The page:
The slope of 1.297 is approximately located at the blue arrow which corresponds to approximately a 52.5 deg crown angle. (Tip: You can get greater accuracy for crown angles greater than 45 deg by computing RUN/RISE and finding the crown angle on the high resolution scale and subtracting the result from 90 deg. For example RUN/RISE = 0.77 which corresponds to an angle of 37.5 deg; 90 deg � 37.5 deg = 52.5 deg. Alternatively the crown angle can be calculated using a scientific calculator by computing arctan(SLOPE) = arctan(1.297) = 52.367.)
RESULT: CROWN ANGLE = 52.5 deg
Since rooms are rarely truly square, it is a good idea to measure the actual corner angles in the room. This could be accomplished with a bevel square and protractor or other angle measuring device. Suppose that we measure the angles in our room and find that the following situation exists:
Figure 4. Rectangular room example.
Ideally we would expect each angle to measure 90 deg; however, we find that the actual corner angles range from 87-93 deg. The flat miters are simply half the angles that we measured in the corners, which are the miter gage settings that we would use if we were cutting flat molding. We will do a sample calculation for the 89 deg corner. The flat miter for the 89 deg corner is 89/2 = 44.5 deg.
FLAT MITER = 44.5 deg.
Now that we have the FLAT MITER = 44.5 deg and CROWN ANGLE = 52.5 deg, we can use the whiz wheel to determine the saw settings. First we flip the wheel to SIDE A which we will use to find the saw miter angle. First we align the red arrow on the inner disk with the FLAT MITER angle of 44.5 deg. Next we rotate the transparent spinner with the blue arrow to the crown angle of 52.5 deg on the inner ring. Finally we read the value of the saw miter angle at the tip of the blue arrow on the outer ring which reads 30.8 deg.
Next we flip to SIDE B to which we will use to find the saw bevel or tilt angle. First we align the red arrow on the inner disk with the FLAT MITER angle of 44.5 deg. Next we rotate the transparent spinner with the blue arrow to the crown angle of 52.5 deg on the inner ring. Finally we read the value of the saw bevel angle at the tip of the blue arrow on the outer ring which reads 33.8 deg.
In summary, the saw bevel angle is 33.8 deg and the saw miter angle is 30.8 deg.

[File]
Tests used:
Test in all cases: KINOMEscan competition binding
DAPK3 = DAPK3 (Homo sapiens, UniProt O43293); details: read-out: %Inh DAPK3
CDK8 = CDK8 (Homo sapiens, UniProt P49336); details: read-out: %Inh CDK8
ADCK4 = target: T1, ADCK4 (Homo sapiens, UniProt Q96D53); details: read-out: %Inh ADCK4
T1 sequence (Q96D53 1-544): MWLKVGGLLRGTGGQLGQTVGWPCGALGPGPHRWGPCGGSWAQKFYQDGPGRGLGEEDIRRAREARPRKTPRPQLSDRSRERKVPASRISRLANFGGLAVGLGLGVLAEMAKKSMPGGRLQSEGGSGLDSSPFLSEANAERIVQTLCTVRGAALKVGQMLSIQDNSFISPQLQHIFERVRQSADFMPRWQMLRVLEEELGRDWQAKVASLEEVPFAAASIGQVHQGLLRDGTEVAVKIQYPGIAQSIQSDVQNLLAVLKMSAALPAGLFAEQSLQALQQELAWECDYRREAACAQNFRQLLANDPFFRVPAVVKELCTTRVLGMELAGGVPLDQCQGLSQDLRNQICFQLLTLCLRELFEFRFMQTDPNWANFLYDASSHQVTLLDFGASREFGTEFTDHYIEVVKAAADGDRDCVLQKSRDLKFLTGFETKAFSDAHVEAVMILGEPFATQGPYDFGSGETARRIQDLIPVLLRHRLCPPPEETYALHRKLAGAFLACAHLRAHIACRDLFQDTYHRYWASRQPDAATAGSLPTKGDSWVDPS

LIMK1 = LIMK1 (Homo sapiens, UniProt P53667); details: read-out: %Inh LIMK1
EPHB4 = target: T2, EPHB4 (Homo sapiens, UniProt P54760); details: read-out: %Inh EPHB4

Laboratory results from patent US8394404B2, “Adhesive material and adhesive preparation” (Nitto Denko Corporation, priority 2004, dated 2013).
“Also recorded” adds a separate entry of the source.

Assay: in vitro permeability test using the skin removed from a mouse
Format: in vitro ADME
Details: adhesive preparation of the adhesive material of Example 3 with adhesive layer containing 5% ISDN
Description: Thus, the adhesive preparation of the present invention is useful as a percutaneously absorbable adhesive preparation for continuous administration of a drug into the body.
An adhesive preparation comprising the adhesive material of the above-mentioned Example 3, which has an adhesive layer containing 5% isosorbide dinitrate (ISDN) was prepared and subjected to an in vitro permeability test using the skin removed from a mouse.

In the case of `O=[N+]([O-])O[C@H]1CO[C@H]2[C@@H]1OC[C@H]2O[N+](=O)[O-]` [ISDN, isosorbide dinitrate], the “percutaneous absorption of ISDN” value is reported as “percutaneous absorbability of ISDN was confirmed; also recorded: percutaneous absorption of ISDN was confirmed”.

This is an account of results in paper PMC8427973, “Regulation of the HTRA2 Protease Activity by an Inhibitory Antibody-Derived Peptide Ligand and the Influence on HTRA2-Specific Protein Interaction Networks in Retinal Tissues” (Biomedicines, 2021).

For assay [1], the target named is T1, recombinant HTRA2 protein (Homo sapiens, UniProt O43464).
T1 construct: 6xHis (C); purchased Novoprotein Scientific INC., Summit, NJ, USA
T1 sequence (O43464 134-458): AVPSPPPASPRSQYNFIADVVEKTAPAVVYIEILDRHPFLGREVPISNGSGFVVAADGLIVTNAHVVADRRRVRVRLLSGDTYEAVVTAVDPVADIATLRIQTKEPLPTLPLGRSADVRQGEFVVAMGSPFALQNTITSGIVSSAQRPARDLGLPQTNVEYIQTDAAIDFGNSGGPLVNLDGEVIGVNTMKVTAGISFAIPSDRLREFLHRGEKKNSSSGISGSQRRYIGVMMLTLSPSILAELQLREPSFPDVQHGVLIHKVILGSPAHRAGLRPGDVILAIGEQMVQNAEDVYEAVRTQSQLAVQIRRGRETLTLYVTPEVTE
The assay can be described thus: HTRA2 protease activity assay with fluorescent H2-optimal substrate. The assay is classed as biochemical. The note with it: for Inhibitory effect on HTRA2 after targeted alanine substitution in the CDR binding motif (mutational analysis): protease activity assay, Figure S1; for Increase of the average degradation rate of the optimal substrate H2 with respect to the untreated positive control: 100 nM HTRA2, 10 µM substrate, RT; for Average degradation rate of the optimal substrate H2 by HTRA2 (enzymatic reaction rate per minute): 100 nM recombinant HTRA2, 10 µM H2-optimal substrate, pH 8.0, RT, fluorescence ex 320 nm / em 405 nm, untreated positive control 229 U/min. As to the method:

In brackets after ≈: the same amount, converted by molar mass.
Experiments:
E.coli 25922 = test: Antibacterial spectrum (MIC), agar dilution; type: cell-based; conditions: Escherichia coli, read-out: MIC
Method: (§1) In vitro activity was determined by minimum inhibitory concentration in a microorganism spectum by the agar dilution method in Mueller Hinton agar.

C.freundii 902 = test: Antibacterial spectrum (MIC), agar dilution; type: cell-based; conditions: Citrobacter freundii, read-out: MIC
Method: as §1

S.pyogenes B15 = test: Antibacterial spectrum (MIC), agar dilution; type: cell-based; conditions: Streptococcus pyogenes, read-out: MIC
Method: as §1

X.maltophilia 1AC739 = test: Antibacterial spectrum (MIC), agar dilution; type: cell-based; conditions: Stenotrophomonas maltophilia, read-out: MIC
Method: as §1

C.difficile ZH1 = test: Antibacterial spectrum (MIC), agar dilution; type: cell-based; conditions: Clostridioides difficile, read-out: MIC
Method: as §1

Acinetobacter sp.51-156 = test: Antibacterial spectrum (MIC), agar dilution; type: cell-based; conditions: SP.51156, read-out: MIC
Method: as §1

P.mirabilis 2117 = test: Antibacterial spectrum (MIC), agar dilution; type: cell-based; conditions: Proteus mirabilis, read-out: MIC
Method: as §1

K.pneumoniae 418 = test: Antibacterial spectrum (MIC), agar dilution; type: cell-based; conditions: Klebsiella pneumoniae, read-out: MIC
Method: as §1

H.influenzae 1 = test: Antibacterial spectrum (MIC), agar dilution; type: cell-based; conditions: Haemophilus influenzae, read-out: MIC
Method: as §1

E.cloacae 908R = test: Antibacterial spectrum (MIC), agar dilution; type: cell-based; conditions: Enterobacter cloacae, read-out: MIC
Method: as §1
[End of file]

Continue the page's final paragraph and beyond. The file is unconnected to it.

6 Sided Bird House Roof
Suppose that we wish to determine how to set-up a saw to cut the panels for an 6 sided bird house roof with a slope of 5/12. We first convert the slope to a decimal, 5/12 = .417 and use slope to crown angle converter scale on SIDE B of the whiz-wheel. From the scale we conclude that a slope of .417 corresponds to a crown angle of about 22.5 deg. From SIDE A, we use the table that provides the flat-miter angles that correspond to closed polygons with a specified number of sides. The flat-miter for a 6 sided figure is 30 deg. First we flip to SIDE A and align the red arrow with the flat-miter angle of 30 deg. Next we rotate the cursor to the crown angle of 22.5 deg and read the saw miter angle of 28 deg on the outer scale next to the tip of the blue arrow. We now flip to SIDE B and follow the same procedure and read a bevel or saw tilt angle of 11 deg.
Type II Slide Rule
Type II Compound Miter Slide Rule in PDF Format
Instructions for making the Type II Slide Rule.
Print out 1 COLOR copy of the PDF file on cardstock. Cut out the disks and use rubber cement to glue them together back to back. Next print out another copy on a transparency. Cut out one of the rectangular bar scales at the bottom of the transparency sheet leaving some material extending beyond the "0" side of the "CORNER ANGLE" scale. Align the transparency such that the "0" line aligns with the innermost circle and the "100" line aligns with the boundary enclosing the colored curves. The tip of the arrow on the transparency should just touch the outermost ring that indicates the "CROWN ANGLE". When aligned tack or rivet the transparency to the center of the disk. Optionally you can glue the disks to a CD for a sturdier backing; however you will need to fill the center hole with something solid. I used a piece of acrylic plastic as a backing for the transparency using rubber cement a the adhesive.
Derivation of the Compound Miter Formulae
The compound miter formulae are well known; however, since I was unable to find the derivation of those formulae, my derivation is documented in the following PDF file.
Derivation of the Compound Miter Formulae in PDF Format
For those not interested in how they are derived, the final result is:
tan (saw miter) = tan(flat miter) cos(crown angle)
sin(saw bevel) = sin(flat miter) sin(crown angle)
Copyright � 2003-2007, David B. Doman PhD, All rights reserved.